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Preserving downtown

Speakers discuss ways to finance and restore historic Webster City buildings, landmarks

August 30, 2012
Anne Blankenship ( , The Daily Freeman Journal

Webster City building owners, contractors and city officials gathered for a Chamber of Commerce sponsored program on "How to Preserve Webster City" Thursday noon at Trinity Lutheran Church. The program was part of the Chamber's "From How to Wow" seminar series.

Jim Tometich, of Tometich Engineering in Urbandale, and John Koester of Koester Construction and Preservation Partners, Grimes, were the presenters.

The two have been involved in many historic building restorations throughout the state. They told the group that Webster City has many interesting downtown buildings.

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Jim Tometich of Tometich Engineering, Urbandale, was one of the speakers Thursday at the Chamber of Commerce-sponsored seminar, “How to Preserve Webster City.” John Koester of Koester Construction was the other speaker.

"There are some cool buildings here. Sometimes you live too close to realize the treasures you have," said Tometich.

"Typically, when we get the call, the building is falling down and we don't get to see them in their glory," Koester added.

The two said that the majority of Iowa's downtown building were built from 1880 to 1920. The growth of downtown areas slowed and halted following World War I and during the depression and World War II, according to Koester.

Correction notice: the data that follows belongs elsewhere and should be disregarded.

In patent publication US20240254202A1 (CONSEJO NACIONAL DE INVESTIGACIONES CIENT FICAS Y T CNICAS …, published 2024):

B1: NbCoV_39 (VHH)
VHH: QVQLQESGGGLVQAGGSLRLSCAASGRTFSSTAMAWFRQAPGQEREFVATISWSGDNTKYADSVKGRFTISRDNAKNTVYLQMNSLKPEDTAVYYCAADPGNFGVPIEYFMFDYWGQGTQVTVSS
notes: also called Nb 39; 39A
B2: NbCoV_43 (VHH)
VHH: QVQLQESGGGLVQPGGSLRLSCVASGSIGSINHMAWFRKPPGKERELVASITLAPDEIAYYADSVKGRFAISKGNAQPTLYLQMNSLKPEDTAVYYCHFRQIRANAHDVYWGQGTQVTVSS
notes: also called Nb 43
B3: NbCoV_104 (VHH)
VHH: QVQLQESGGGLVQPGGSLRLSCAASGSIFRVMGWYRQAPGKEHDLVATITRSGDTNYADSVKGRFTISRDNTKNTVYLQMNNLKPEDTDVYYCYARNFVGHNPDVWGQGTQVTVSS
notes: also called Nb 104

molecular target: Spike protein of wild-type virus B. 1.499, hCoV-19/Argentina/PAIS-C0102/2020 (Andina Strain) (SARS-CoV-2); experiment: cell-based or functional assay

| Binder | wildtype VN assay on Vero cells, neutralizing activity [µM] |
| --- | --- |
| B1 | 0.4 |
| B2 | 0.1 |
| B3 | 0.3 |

With the construction of the interstate highway system in the 1950s and 1960s, developments generally grew away from downtown areas. Urban sprawl in the 1970s meant the heart of communities were no longer downtown.

In recent years, cities have found themselves with deteriorating and often abandoned downtown buildings.

"The first thing that happens is the roof goes," Koester said. "Then there is a slow deterioration with water seeping down through the walls." From there, the buildings can become not only eyesores, and non-productive properties, but also hazardous structures which can be expensive to demolish as well as negatively impacting the property values of adjacent buildings.

"Instead of putting $30,000 to $40,000 towards demolition costs, why not put that towards restoration?" Tometich said.

The speakers outlined a variety of restoration and renovation funding sources available.

Those include historic tax credits from both the state and federal government, Webster City's commercial rehabilitation loan program, historic preservation planning grants, low income housing credits, enterprise zone tax credits, new market tax credits and utility rebates.

"State historic tax credits are worth 25 percent of the total cost," Koester said, adding that federal credits could total 20 percent of the project cost.

As building owners are looking at projects, Tometich said he comes in and does an assessment of the structure, outlining needed repairs and how they can be accomplished. Then the Koester's firm can put together a plan on how to approach those repairs along with associated costs.

The two stressed that to obtain historic preservation funding, the project must follow guidelines set out by the government.

Koester said Preservation Partners has often taken on the role of grant writer for projects, helping owners to locate funding and tax credits.

An audience member asked if some of the old Webster City buildings would qualify for funding and tax credits. Both Tometich and Koester agreed that some could be eligible.

"Be proactive," Tometich suggested. "Take action before the buildings crumble and become hazards."



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